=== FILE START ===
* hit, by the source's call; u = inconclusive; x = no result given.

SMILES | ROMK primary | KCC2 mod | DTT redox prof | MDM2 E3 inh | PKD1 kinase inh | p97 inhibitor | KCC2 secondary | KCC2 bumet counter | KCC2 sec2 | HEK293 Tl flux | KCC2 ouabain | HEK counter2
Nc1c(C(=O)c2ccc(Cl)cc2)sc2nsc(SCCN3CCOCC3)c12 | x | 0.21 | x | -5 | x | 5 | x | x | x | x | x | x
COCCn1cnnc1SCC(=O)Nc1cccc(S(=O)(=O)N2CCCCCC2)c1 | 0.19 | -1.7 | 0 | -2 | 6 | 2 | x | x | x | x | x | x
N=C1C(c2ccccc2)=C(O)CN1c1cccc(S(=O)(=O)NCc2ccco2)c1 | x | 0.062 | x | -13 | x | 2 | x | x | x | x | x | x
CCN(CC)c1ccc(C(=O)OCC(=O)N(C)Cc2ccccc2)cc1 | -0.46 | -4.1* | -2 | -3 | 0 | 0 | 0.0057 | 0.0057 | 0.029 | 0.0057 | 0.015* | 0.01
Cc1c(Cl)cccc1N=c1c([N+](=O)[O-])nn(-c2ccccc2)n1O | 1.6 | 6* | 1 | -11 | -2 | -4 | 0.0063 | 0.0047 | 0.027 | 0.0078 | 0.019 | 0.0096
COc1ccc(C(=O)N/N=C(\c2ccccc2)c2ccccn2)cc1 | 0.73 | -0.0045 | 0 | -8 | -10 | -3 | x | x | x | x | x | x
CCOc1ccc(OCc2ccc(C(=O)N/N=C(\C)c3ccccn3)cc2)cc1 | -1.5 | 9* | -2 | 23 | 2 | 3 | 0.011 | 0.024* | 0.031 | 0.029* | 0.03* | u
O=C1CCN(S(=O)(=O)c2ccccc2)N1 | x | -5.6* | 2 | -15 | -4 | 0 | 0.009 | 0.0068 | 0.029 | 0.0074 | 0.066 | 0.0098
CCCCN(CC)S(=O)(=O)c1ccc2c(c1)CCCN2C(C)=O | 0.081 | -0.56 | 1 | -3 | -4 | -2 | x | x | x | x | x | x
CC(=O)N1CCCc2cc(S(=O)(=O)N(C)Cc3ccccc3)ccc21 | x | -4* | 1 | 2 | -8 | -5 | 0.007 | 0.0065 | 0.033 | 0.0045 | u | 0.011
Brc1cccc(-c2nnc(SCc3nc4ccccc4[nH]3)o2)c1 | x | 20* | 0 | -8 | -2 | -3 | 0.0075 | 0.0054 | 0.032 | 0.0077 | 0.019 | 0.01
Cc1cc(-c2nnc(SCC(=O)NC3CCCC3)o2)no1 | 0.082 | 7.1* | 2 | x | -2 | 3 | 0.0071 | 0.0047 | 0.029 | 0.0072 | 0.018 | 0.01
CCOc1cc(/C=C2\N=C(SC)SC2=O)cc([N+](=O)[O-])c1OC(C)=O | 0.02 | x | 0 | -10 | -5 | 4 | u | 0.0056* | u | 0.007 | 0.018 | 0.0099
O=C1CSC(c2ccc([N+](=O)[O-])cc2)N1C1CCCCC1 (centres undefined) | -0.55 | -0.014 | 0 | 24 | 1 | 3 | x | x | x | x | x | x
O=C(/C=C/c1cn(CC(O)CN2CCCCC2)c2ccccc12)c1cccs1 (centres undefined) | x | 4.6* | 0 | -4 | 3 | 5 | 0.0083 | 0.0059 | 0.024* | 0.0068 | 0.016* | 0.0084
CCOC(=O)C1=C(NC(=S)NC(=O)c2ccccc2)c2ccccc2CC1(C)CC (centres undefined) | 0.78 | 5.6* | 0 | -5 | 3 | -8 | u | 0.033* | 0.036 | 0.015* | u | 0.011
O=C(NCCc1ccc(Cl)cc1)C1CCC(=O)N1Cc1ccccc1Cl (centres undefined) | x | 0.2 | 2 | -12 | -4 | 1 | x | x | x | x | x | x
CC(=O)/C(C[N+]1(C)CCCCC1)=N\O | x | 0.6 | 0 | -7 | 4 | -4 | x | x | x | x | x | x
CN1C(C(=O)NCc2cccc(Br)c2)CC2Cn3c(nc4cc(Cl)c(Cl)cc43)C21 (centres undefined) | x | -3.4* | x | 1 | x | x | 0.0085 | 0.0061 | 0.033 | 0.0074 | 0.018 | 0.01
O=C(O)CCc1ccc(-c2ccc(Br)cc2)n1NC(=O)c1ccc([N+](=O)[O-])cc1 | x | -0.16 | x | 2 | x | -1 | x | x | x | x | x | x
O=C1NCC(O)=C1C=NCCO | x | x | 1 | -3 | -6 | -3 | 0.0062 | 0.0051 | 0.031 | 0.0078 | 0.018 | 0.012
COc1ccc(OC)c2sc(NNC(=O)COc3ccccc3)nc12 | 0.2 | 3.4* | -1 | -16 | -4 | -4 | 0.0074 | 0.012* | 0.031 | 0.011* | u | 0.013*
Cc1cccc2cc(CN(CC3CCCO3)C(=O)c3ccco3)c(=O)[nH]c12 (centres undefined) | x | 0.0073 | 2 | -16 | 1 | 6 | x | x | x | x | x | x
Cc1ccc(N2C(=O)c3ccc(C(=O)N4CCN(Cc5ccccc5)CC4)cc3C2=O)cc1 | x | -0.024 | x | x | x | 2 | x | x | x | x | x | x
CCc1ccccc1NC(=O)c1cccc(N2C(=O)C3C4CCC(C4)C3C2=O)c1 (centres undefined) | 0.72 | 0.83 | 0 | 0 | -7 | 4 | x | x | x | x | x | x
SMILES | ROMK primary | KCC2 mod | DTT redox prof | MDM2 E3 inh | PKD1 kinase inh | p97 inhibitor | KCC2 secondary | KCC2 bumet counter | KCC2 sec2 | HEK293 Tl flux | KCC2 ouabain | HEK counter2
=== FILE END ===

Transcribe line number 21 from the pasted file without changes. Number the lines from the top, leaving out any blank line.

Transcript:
CN1C(C(=O)NCc2cccc(Br)c2)CC2Cn3c(nc4cc(Cl)c(Cl)cc43)C21 (centres undefined) | x | -3.4* | x | 1 | x | x | 0.0085 | 0.0061 | 0.033 | 0.0074 | 0.018 | 0.01